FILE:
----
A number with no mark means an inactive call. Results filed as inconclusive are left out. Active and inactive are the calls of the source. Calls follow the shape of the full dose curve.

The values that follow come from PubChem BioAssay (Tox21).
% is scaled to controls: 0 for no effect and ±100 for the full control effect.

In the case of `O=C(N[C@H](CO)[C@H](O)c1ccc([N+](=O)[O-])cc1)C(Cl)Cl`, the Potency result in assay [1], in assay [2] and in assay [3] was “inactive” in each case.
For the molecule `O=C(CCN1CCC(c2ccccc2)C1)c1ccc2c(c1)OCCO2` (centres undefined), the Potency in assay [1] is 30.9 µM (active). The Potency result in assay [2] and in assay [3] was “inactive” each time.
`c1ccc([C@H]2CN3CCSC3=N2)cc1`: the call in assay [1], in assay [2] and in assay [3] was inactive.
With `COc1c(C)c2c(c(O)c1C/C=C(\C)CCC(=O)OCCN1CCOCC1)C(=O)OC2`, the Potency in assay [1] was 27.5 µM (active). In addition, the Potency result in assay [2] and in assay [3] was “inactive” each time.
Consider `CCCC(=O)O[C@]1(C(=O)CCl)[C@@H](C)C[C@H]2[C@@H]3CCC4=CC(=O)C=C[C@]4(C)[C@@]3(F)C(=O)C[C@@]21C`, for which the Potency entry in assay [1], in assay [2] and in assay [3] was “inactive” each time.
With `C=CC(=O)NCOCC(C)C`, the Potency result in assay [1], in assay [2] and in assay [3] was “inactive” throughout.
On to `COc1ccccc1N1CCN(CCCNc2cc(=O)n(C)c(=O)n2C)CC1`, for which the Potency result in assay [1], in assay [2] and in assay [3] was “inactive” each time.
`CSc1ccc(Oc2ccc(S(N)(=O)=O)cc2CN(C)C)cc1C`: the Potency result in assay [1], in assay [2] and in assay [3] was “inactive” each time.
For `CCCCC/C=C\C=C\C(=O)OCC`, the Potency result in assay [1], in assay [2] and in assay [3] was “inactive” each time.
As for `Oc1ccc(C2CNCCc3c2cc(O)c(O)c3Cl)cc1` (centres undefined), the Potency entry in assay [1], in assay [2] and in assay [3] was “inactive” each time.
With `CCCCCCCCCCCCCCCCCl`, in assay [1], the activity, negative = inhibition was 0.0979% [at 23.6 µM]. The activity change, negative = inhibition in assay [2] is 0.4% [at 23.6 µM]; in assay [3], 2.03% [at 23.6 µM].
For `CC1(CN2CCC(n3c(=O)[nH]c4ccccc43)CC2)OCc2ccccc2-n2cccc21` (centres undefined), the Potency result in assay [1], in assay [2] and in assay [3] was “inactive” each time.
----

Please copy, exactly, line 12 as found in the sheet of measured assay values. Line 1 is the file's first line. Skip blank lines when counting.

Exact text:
For `CCCCC/C=C\C=C\C(=O)OCC`, the Potency result in assay [1], in assay [2] and in assay [3] was “inactive” each time.